Uncontrolled diabetes: A threat to vision
There are several medical conditions that affect the eyes. But diabetes poses high risk of vision loss and even blindness.
Diabetes affects several organs, like kidney and peripheral nerves, but many of us are unaware of its effect on the eyes.
People who have had diabetes for many years are at risk of a condition known as Diabetic Retinopathy (DR), the fifth leading cause of blindness worldwide.
"If we start with the eyelid, an uncontrolled diabetes can cause a sudden drooping of it, which is known as 'ptosis'. It can cause paralysis of the muscles of eyes, resulting in squinting. Uncontrolled blood sugar can also cause early cataract, at a very young age," said Dr Sabrina Rahmatullah, a consultant Vitreo-Retina and Phaco Surgeon of Bangladesh eye Hospital.
"As diabetes is a microvascular disease, which means it affects small vessels of the body, it can damage small blood vessels of retina and cause dot shaped bleeding," Dr Sabrina said.
Diabetes can also affect the nerve which supplies visual information to our eyes, known as the optic nerve.
During the Covid-19 period, another eye problem -- Orbital mucormycosis -- is surfacing. It's a rare fungal infection that affects patients with altered immunity from diabetic ketoacidosis, said Dr Ferdous Akhter Jolly, associate professor of ophthalmology department, BIRDEM General Hospital and Ibrahim Medical College.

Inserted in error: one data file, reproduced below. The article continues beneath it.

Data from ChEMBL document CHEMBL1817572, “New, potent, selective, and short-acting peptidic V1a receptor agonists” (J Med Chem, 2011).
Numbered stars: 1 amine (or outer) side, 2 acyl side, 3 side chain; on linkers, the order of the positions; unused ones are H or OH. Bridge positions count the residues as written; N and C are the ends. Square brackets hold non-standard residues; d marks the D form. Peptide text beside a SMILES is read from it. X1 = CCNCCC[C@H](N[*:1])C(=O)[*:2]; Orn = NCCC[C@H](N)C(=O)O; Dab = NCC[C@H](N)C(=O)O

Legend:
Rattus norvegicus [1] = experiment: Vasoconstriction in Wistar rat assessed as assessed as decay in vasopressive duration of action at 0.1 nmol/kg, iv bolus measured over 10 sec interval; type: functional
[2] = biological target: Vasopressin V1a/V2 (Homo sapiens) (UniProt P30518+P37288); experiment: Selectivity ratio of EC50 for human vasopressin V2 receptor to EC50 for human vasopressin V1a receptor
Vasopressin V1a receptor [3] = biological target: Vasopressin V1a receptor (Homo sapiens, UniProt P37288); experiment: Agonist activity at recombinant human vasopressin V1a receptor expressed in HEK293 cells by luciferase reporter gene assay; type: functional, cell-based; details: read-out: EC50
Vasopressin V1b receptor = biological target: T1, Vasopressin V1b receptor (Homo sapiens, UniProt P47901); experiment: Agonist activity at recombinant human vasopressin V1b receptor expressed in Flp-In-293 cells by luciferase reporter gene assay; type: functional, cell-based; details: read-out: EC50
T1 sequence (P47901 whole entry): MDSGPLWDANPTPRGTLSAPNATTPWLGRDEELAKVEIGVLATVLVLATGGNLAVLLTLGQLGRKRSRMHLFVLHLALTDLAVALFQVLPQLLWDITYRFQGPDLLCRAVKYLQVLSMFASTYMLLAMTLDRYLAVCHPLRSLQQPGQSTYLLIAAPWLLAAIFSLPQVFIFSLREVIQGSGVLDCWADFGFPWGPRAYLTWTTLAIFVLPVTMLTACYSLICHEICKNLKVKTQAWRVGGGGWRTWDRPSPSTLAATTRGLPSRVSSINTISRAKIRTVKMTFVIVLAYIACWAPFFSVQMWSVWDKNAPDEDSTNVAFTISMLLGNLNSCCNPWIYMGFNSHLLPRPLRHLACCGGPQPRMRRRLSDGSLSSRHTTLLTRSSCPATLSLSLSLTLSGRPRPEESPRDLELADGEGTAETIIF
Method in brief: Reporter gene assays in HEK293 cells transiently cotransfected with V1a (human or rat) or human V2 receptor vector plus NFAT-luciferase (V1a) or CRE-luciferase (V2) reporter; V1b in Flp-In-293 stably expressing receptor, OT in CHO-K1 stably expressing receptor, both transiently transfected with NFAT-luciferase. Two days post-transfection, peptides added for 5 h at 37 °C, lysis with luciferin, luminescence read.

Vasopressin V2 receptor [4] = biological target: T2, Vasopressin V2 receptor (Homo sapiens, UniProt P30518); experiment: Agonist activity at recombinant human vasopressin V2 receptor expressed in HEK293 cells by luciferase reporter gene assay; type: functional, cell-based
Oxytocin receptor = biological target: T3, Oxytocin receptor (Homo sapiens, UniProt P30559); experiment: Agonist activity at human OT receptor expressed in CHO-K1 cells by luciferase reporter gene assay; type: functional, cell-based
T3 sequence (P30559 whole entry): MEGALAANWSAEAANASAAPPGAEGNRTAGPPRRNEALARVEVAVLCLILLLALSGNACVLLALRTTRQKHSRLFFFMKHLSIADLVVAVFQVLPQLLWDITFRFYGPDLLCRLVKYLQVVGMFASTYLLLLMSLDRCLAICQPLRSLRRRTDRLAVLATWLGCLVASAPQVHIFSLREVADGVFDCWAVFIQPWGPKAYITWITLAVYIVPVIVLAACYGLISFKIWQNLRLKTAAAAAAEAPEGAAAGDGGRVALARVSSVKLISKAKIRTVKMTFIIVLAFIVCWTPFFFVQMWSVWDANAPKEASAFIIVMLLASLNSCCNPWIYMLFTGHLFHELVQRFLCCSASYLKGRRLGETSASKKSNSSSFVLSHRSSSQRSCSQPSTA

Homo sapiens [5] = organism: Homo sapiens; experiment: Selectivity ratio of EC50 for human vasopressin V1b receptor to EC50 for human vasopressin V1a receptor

According to Dr Ferdous, other vision hampering complications in diabetic patients are bacterial corneal infection, frequent spectacle power change and increased incidence of glaucoma.
Prevention is the best remedy to prevent eye problems. So, proper control of diabetes through regular exercise, balanced diet, medicine for diabetes, control of blood pressure and cholesterol can help lower the risk for vision loss, Dr Ferdous said.
"Comprehensive dilated eye examination to check retina at least once a year and regular follow up can help patients prevent and delay vision loss," she added.
A patient suffering from DR must go for investigations and start treatment as advised by doctor as early as possible. Delay in starting treatment may lead to severe vision threatening complications and ultimately blindness.